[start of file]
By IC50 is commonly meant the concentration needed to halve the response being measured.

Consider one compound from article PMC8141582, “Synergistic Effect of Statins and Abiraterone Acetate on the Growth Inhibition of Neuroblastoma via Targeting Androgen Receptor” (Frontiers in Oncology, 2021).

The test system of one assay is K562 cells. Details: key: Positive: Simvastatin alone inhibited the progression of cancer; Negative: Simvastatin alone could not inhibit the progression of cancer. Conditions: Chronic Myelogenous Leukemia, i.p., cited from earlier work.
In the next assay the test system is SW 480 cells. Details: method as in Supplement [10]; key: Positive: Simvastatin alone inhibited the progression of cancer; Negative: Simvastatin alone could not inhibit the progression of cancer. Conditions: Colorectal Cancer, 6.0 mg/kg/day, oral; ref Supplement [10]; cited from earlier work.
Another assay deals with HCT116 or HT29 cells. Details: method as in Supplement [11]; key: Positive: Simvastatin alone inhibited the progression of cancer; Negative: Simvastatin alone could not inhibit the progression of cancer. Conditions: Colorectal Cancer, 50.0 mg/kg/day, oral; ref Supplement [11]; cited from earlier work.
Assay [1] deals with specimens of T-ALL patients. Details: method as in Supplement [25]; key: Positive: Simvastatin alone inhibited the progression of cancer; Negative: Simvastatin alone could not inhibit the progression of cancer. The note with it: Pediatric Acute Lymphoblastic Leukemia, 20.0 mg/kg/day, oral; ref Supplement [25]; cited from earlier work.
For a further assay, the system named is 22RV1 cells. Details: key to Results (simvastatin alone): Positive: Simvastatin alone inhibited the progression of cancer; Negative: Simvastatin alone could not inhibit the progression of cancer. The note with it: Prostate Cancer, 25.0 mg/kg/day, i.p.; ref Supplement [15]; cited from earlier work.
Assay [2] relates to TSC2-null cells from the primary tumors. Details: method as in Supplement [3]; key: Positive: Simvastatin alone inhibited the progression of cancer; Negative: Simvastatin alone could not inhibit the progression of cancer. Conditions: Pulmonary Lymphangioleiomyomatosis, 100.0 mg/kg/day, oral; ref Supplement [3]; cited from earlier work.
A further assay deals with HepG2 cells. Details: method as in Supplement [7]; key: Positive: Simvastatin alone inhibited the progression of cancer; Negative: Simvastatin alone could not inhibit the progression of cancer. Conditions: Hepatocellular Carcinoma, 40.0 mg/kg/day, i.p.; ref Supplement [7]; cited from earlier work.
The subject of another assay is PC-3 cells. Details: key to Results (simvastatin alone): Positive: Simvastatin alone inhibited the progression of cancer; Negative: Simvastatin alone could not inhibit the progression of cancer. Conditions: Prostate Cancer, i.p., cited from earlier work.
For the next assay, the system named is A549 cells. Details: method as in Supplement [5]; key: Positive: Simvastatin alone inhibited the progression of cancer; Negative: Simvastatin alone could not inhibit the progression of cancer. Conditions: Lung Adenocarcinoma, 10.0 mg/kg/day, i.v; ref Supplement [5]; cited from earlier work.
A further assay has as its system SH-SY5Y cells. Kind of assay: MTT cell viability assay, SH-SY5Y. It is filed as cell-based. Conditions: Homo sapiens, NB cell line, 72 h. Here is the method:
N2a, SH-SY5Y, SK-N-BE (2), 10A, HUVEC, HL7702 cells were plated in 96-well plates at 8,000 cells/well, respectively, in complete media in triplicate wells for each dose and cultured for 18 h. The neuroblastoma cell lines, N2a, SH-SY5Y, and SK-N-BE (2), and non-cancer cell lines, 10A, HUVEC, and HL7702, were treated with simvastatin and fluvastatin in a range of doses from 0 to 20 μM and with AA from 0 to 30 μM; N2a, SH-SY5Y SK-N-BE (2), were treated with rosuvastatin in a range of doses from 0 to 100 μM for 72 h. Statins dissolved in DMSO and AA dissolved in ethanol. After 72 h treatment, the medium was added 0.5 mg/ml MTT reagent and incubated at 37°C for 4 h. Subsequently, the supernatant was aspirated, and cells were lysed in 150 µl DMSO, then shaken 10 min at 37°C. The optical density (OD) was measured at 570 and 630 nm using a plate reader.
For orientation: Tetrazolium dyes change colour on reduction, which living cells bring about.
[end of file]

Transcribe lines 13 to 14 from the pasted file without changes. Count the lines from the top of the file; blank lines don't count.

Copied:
N2a, SH-SY5Y, SK-N-BE (2), 10A, HUVEC, HL7702 cells were plated in 96-well plates at 8,000 cells/well, respectively, in complete media in triplicate wells for each dose and cultured for 18 h. The neuroblastoma cell lines, N2a, SH-SY5Y, and SK-N-BE (2), and non-cancer cell lines, 10A, HUVEC, and HL7702, were treated with simvastatin and fluvastatin in a range of doses from 0 to 20 μM and with AA from 0 to 30 μM; N2a, SH-SY5Y SK-N-BE (2), were treated with rosuvastatin in a range of doses from 0 to 100 μM for 72 h. Statins dissolved in DMSO and AA dissolved in ethanol. After 72 h treatment, the medium was added 0.5 mg/ml MTT reagent and incubated at 37°C for 4 h. Subsequently, the supernatant was aspirated, and cells were lysed in 150 µl DMSO, then shaken 10 min at 37°C. The optical density (OD) was measured at 570 and 630 nm using a plate reader.
For orientation: Tetrazolium dyes change colour on reduction, which living cells bring about.